The Trans Atlantic Slave Trade was also named the Triangular Trade because of the rough shape it makes on the world map. The first leg of the trade was the transportation of manufactured goods from Europe to Africa: cloth, spirit, tobacco, beads, cowry shells, metal goods and guns used to obtain slaves.

The second leg of the voyage involved transportation of the human cargo from Africa to the Americas and the third and final stage was the return to Europe with produce from the slave plantations: cotton, sugar, tobacco and molasses for European industries and consumption.

The number of slaves taken from Africa, over the four centuries by region was: Senegal/Gambia (479,000), Upper Guinea (411,200), Windward Coast (183,200), Gold Coast (1,035,000), Bight of Benin (2,016,200), Bight of Biafra (1,463,700), West Central Africa (4,179,500) and South East Africa (470,000). (According to the book Transformations to Slavery: Paul E Lovejoy, Cambridge University Press, 2000).

The above figures total up to 10,240,200. They reflect the number of slaves who were accounted for in the slave auctions in the United States.

Those human beings who were thrown into the Atlantic Ocean when they died or fell sick are not accounted for, nor were the ones sold on the black market.

Many slaves died of diseases as they were marched from the interior to the Atlantic coast. The slaves also died from malnutrition and exhaustion during the forced marches through the forests and internment in slave camps. Although Britain is credited with the abolition of the slave trade, it was the worst offender accounting for 2.5 million slaves during the eighteenth century alone.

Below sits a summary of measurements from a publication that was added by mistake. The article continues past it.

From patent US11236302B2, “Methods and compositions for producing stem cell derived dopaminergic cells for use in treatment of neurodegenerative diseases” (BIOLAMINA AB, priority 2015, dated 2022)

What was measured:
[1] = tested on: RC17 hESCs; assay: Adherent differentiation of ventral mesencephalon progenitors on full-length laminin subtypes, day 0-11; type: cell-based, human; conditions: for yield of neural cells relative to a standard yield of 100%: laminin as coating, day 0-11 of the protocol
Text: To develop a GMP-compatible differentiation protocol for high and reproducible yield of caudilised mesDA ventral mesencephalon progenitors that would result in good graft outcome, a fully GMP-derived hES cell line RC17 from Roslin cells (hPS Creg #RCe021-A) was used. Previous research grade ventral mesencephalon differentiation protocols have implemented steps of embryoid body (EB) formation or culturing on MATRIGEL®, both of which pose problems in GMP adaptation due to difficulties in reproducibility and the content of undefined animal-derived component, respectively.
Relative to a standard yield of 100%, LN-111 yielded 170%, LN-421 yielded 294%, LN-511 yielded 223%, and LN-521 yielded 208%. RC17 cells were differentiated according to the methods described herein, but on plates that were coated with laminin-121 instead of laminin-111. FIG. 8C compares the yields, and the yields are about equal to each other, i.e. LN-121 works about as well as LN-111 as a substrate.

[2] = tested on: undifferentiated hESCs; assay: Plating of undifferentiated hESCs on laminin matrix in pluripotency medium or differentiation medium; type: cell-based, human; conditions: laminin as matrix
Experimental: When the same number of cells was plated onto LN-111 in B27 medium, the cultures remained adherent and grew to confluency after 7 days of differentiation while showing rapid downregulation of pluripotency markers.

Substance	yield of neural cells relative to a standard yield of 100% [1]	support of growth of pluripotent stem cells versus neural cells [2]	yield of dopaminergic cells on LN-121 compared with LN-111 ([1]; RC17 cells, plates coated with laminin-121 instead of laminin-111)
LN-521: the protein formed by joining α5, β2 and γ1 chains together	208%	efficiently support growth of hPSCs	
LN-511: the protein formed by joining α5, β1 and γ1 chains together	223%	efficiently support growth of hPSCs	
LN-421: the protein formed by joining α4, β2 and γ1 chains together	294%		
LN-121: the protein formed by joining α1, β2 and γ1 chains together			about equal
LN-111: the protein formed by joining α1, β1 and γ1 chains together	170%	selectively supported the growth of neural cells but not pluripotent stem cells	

Events within America and from outside led to the eventual abolition of slavery. President Abraham Lincoln made the Emancipation Proclamation on 1 January, 1863 to free all slaves in the USA. However, the minds of the slave holders were not liberated.

The reaction from the Deep South, were slavery was the major source of white prosperity, was vicious anger. They formed a white racist and supremacist organization called the Ku Klux Klan.

The Klan members controlled state assemblies and took the law into their own hands. Black people were dehumanized and lynched in public for the smallest offences: smiling at a white lady, shaking hands with a white man, drinking beer with a white man, these were all reasons for lynching a black man.

During the American civil war, black people fought with the Unionist Army but were not given any honors or pensions after the war. This discrimination continued long after the abolition of slavery. In 1936, Jesse Owens, a black athlete representing the United States of America at the Berlin Olympics, became the first man in history to win four gold medals at the Summer Games. One would have expected that he received a hero’s welcome home.

But upon his return to the United States, Owens was treated like a curiosity rather than a hero. The president of the United States at the time Franklin D. Roosevelt did not even meet him to congratulate him as was traditional with all Olympic champions